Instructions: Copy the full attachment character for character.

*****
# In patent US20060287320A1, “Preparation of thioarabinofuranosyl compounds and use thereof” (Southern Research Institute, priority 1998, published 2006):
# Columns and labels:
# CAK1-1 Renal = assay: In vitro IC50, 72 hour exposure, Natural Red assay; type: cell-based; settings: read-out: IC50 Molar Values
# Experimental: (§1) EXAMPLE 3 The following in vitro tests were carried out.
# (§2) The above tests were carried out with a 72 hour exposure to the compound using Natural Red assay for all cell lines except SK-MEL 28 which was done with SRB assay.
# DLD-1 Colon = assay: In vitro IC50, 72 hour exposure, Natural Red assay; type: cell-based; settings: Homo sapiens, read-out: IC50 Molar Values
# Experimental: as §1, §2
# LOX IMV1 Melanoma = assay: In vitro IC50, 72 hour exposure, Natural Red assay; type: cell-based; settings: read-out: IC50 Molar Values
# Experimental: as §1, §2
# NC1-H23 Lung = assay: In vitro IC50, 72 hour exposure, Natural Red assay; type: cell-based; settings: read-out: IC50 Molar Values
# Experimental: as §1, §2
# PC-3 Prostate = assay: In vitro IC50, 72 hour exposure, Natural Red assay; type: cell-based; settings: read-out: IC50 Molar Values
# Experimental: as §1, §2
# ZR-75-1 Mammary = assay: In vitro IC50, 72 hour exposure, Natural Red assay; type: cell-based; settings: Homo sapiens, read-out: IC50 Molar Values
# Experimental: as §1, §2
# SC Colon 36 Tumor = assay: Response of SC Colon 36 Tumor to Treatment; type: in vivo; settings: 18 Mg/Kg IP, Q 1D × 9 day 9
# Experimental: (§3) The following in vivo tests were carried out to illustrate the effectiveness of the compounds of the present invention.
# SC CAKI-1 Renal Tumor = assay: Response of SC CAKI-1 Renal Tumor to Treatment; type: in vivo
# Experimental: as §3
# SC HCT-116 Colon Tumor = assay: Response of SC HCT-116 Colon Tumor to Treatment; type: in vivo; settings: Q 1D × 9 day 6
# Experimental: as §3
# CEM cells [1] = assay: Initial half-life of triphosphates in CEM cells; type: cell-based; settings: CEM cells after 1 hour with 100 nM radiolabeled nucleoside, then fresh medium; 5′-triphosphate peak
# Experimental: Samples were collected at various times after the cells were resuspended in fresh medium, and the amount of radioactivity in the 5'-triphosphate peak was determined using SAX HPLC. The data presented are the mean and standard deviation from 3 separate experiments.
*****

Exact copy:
# In patent US20060287320A1, “Preparation of thioarabinofuranosyl compounds and use thereof” (Southern Research Institute, priority 1998, published 2006):
# Columns and labels:
# CAK1-1 Renal = assay: In vitro IC50, 72 hour exposure, Natural Red assay; type: cell-based; settings: read-out: IC50 Molar Values
# Experimental: (§1) EXAMPLE 3 The following in vitro tests were carried out.
# (§2) The above tests were carried out with a 72 hour exposure to the compound using Natural Red assay for all cell lines except SK-MEL 28 which was done with SRB assay.
# DLD-1 Colon = assay: In vitro IC50, 72 hour exposure, Natural Red assay; type: cell-based; settings: Homo sapiens, read-out: IC50 Molar Values
# Experimental: as §1, §2
# LOX IMV1 Melanoma = assay: In vitro IC50, 72 hour exposure, Natural Red assay; type: cell-based; settings: read-out: IC50 Molar Values
# Experimental: as §1, §2
# NC1-H23 Lung = assay: In vitro IC50, 72 hour exposure, Natural Red assay; type: cell-based; settings: read-out: IC50 Molar Values
# Experimental: as §1, §2
# PC-3 Prostate = assay: In vitro IC50, 72 hour exposure, Natural Red assay; type: cell-based; settings: read-out: IC50 Molar Values
# Experimental: as §1, §2
# ZR-75-1 Mammary = assay: In vitro IC50, 72 hour exposure, Natural Red assay; type: cell-based; settings: Homo sapiens, read-out: IC50 Molar Values
# Experimental: as §1, §2
# SC Colon 36 Tumor = assay: Response of SC Colon 36 Tumor to Treatment; type: in vivo; settings: 18 Mg/Kg IP, Q 1D × 9 day 9
# Experimental: (§3) The following in vivo tests were carried out to illustrate the effectiveness of the compounds of the present invention.
# SC CAKI-1 Renal Tumor = assay: Response of SC CAKI-1 Renal Tumor to Treatment; type: in vivo
# Experimental: as §3
# SC HCT-116 Colon Tumor = assay: Response of SC HCT-116 Colon Tumor to Treatment; type: in vivo; settings: Q 1D × 9 day 6
# Experimental: as §3
# CEM cells [1] = assay: Initial half-life of triphosphates in CEM cells; type: cell-based; settings: CEM cells after 1 hour with 100 nM radiolabeled nucleoside, then fresh medium; 5′-triphosphate peak
# Experimental: Samples were collected at various times after the cells were resuspended in fresh medium, and the amount of radioactivity in the 5'-triphosphate peak was determined using SAX HPLC. The data presented are the mean and standard deviation from 3 separate experiments.